Godzilla 1985 (1985)

5.17
/ 10
18 User Ratings
1h 27m
Running Time

July 26, 1985
Release Date

Godzilla 1985 (1985)

5.17
/ 10
18 User Ratings
1h 27m
Running Time

July 26, 1985
Release Date

External Links & Social Media
Network & Production Companies
Toho Pictures, Inc.
Watch Godzilla 1985 Trailer

Plot.

Originally released in Japan as "The Return of Godzilla" in 1984, this is the heavily re-edited, re-titled "Godzilla 1985". Adding in new footage of Raymond Burr, this 16th Godzilla film ignores all previous sequels and serves as a direct follow-up to the 1956 "Godzilla King of the Monsters", which also featured scenes with Burr edited into 1954's "Godzilla". This film restores the darker tone of the original, as we witness the nuclear destruction of giant lizard terrorizing Japan.

Where to Watch.

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This Movie Is About.

japan · 
monster · 
train · 
scientist · 
kaiju · 
submarine · 
reboot · 
gojira · 

Details.

Release Date
July 26, 1985

Status
Released

Running Time
1h 27m

Content Rating
PG

Budget
$700,000

Box Office
$4,116,395

Genres

Last updated:

Wiki.

Godzilla 1985 is a 1985 kaiju film directed by R. J. Kizer and Koji Hashimoto. The film is a heavily re-edited American localization of the Japanese film The Return of Godzilla, which was produced and distributed by Toho Pictures in 1984. In addition to the film being re-cut, re-titled, and dubbed in English, Godzilla 1985 featured additional footage produced by New World Pictures, with Raymond Burr reprising his role as American journalist Steve Martin from the 1956 film Godzilla, King of the Monsters!, which itself was a heavily re-edited American adaptation of the 1954 Japanese film Godzilla.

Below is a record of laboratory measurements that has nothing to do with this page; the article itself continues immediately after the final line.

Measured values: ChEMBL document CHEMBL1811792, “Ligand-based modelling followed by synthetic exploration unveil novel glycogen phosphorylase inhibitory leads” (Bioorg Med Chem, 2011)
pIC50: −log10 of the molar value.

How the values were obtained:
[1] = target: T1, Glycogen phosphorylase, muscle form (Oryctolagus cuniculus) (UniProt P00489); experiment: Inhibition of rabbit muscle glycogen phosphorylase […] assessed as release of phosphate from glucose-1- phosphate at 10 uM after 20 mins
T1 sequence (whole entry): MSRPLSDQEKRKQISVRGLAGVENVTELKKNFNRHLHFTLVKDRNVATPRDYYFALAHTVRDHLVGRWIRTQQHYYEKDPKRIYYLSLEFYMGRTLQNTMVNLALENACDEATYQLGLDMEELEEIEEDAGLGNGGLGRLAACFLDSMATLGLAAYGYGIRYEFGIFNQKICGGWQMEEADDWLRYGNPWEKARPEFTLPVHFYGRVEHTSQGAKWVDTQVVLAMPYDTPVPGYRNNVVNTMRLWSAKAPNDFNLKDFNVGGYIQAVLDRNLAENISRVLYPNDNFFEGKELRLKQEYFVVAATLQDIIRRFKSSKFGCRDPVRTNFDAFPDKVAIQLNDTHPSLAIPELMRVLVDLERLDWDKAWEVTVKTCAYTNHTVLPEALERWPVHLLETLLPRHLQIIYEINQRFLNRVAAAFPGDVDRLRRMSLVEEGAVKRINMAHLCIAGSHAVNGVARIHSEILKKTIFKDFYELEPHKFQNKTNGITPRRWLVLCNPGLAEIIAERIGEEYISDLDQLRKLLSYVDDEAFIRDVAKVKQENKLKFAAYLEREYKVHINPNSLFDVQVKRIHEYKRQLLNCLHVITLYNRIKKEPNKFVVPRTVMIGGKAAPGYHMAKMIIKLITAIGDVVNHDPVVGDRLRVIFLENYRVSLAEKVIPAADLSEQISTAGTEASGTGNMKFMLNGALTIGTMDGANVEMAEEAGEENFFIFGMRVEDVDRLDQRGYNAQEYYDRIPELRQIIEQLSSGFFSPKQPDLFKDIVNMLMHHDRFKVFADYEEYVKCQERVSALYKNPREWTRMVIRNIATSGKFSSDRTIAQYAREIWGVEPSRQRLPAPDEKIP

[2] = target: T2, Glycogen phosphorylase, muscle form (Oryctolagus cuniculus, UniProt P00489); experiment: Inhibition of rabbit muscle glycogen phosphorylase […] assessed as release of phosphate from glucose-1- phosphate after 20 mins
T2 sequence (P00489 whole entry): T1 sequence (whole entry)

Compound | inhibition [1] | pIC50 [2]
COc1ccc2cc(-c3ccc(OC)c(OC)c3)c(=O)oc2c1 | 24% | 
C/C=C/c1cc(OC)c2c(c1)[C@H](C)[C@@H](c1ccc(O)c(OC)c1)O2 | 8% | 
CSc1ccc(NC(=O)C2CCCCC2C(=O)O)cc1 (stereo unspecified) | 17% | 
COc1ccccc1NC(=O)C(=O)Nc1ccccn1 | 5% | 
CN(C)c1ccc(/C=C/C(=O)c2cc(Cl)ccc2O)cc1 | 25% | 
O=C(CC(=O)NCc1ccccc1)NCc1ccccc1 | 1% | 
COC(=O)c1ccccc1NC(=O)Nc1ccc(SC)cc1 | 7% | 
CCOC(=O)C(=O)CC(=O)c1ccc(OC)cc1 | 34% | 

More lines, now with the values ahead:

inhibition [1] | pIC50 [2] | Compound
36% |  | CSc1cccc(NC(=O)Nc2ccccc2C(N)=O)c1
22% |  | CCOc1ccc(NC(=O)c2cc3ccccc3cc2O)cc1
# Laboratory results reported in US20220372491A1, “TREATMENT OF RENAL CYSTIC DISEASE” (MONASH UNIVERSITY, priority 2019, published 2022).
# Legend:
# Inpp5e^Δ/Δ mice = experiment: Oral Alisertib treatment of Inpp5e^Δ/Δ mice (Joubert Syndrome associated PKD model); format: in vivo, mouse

Both the New World Pictures and Toho versions serve as direct sequels to the original 1954 Godzilla, with Godzilla 1985 also serving as a sequel to Godzilla, King of the Monsters!. The same adaptation techniques used to produce Godzilla, King of the Monsters! were implemented with Godzilla 1985, with the original Japanese footage being dubbed and edited together with the American footage. The film retains the original musical score by Reijiro Koroku, while also integrating portions of the score for the 1985 Canadian film Def-Con 4, composed by Christopher Young.

Godzilla 1985 was met with mostly unfavorable reviews upon its release in the United States. However, it had a minor cult success on home video. Like Godzilla, King of the Monsters!, much of the nuclear and political overtones featured in the original Japanese film were removed from the American version. Godzilla 1985 was the last Godzilla film produced by Toho to be distributed theatrically in the United States until the release of Godzilla 2000.

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